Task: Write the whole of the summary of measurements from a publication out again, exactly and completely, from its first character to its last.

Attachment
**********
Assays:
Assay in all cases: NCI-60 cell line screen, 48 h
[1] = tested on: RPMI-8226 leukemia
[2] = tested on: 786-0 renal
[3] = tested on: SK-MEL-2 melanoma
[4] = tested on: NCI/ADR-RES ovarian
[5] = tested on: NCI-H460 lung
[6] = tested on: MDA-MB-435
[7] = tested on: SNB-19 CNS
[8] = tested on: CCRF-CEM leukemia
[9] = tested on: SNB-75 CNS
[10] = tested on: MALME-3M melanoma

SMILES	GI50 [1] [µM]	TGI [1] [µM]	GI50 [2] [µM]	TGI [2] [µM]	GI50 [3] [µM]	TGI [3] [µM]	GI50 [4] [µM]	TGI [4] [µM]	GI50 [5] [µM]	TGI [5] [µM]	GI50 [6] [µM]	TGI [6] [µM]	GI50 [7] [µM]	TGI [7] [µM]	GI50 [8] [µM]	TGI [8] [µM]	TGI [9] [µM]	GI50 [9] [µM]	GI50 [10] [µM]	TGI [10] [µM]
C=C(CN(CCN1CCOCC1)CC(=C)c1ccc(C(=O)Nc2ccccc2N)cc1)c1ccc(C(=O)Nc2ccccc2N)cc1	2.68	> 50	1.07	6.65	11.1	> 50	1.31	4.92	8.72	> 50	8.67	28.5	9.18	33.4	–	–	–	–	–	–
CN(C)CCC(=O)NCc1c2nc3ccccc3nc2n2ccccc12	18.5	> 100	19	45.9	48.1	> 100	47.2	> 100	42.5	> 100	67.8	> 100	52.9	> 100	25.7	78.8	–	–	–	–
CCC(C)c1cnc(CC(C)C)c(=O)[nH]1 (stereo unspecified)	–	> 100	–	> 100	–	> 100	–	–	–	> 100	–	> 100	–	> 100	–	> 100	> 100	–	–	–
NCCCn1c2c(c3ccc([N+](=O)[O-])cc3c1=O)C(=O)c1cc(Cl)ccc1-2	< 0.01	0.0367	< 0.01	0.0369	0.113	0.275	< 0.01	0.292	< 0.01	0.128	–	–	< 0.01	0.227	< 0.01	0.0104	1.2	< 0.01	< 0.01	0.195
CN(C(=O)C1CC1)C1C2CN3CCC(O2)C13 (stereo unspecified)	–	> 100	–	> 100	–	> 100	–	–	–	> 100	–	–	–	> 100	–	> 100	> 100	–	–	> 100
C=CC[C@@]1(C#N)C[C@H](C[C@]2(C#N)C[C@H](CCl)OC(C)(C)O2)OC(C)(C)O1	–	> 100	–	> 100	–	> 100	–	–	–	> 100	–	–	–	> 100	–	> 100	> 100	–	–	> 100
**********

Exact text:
Assays:
Assay in all cases: NCI-60 cell line screen, 48 h
[1] = tested on: RPMI-8226 leukemia
[2] = tested on: 786-0 renal
[3] = tested on: SK-MEL-2 melanoma
[4] = tested on: NCI/ADR-RES ovarian
[5] = tested on: NCI-H460 lung
[6] = tested on: MDA-MB-435
[7] = tested on: SNB-19 CNS
[8] = tested on: CCRF-CEM leukemia
[9] = tested on: SNB-75 CNS
[10] = tested on: MALME-3M melanoma

SMILES	GI50 [1] [µM]	TGI [1] [µM]	GI50 [2] [µM]	TGI [2] [µM]	GI50 [3] [µM]	TGI [3] [µM]	GI50 [4] [µM]	TGI [4] [µM]	GI50 [5] [µM]	TGI [5] [µM]	GI50 [6] [µM]	TGI [6] [µM]	GI50 [7] [µM]	TGI [7] [µM]	GI50 [8] [µM]	TGI [8] [µM]	TGI [9] [µM]	GI50 [9] [µM]	GI50 [10] [µM]	TGI [10] [µM]
C=C(CN(CCN1CCOCC1)CC(=C)c1ccc(C(=O)Nc2ccccc2N)cc1)c1ccc(C(=O)Nc2ccccc2N)cc1	2.68	> 50	1.07	6.65	11.1	> 50	1.31	4.92	8.72	> 50	8.67	28.5	9.18	33.4	–	–	–	–	–	–
CN(C)CCC(=O)NCc1c2nc3ccccc3nc2n2ccccc12	18.5	> 100	19	45.9	48.1	> 100	47.2	> 100	42.5	> 100	67.8	> 100	52.9	> 100	25.7	78.8	–	–	–	–
CCC(C)c1cnc(CC(C)C)c(=O)[nH]1 (stereo unspecified)	–	> 100	–	> 100	–	> 100	–	–	–	> 100	–	> 100	–	> 100	–	> 100	> 100	–	–	–
NCCCn1c2c(c3ccc([N+](=O)[O-])cc3c1=O)C(=O)c1cc(Cl)ccc1-2	< 0.01	0.0367	< 0.01	0.0369	0.113	0.275	< 0.01	0.292	< 0.01	0.128	–	–	< 0.01	0.227	< 0.01	0.0104	1.2	< 0.01	< 0.01	0.195
CN(C(=O)C1CC1)C1C2CN3CCC(O2)C13 (stereo unspecified)	–	> 100	–	> 100	–	> 100	–	–	–	> 100	–	–	–	> 100	–	> 100	> 100	–	–	> 100
C=CC[C@@]1(C#N)C[C@H](C[C@]2(C#N)C[C@H](CCl)OC(C)(C)O2)OC(C)(C)O1	–	> 100	–	> 100	–	> 100	–	–	–	> 100	–	–	–	> 100	–	> 100	> 100	–	–	> 100